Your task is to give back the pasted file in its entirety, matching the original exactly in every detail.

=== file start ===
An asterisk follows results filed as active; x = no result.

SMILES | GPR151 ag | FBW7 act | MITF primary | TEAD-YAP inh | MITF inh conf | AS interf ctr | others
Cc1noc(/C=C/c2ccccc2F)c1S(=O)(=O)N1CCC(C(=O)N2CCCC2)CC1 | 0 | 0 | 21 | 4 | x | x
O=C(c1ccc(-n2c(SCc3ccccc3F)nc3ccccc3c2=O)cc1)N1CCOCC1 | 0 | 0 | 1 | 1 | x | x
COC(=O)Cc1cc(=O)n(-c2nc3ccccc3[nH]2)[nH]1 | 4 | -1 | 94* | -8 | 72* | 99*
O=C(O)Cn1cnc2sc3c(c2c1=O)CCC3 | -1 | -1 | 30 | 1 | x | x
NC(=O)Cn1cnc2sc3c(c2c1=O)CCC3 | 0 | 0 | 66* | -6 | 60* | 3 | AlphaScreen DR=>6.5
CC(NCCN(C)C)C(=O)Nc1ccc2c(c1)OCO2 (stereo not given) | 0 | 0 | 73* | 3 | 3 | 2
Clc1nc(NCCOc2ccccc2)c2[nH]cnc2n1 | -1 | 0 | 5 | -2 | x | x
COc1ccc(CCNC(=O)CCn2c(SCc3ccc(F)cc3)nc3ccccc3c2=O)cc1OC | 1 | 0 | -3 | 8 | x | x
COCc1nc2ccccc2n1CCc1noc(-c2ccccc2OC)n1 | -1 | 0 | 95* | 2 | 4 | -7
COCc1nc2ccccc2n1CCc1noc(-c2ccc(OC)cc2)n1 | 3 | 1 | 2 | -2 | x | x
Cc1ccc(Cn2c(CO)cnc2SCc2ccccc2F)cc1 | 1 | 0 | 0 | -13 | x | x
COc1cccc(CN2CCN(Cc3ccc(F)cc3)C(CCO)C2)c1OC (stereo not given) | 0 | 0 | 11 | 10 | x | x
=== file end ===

An asterisk follows results filed as active; x = no result.

SMILES | GPR151 ag | FBW7 act | MITF primary | TEAD-YAP inh | MITF inh conf | AS interf ctr | others
Cc1noc(/C=C/c2ccccc2F)c1S(=O)(=O)N1CCC(C(=O)N2CCCC2)CC1 | 0 | 0 | 21 | 4 | x | x
O=C(c1ccc(-n2c(SCc3ccccc3F)nc3ccccc3c2=O)cc1)N1CCOCC1 | 0 | 0 | 1 | 1 | x | x
COC(=O)Cc1cc(=O)n(-c2nc3ccccc3[nH]2)[nH]1 | 4 | -1 | 94* | -8 | 72* | 99*
O=C(O)Cn1cnc2sc3c(c2c1=O)CCC3 | -1 | -1 | 30 | 1 | x | x
NC(=O)Cn1cnc2sc3c(c2c1=O)CCC3 | 0 | 0 | 66* | -6 | 60* | 3 | AlphaScreen DR=>6.5
CC(NCCN(C)C)C(=O)Nc1ccc2c(c1)OCO2 (stereo not given) | 0 | 0 | 73* | 3 | 3 | 2
Clc1nc(NCCOc2ccccc2)c2[nH]cnc2n1 | -1 | 0 | 5 | -2 | x | x
COc1ccc(CCNC(=O)CCn2c(SCc3ccc(F)cc3)nc3ccccc3c2=O)cc1OC | 1 | 0 | -3 | 8 | x | x
COCc1nc2ccccc2n1CCc1noc(-c2ccccc2OC)n1 | -1 | 0 | 95* | 2 | 4 | -7
COCc1nc2ccccc2n1CCc1noc(-c2ccc(OC)cc2)n1 | 3 | 1 | 2 | -2 | x | x
Cc1ccc(Cn2c(CO)cnc2SCc2ccccc2F)cc1 | 1 | 0 | 0 | -13 | x | x
COc1cccc(CN2CCN(Cc3ccc(F)cc3)C(CCO)C2)c1OC (stereo not given) | 0 | 0 | 11 | 10 | x | x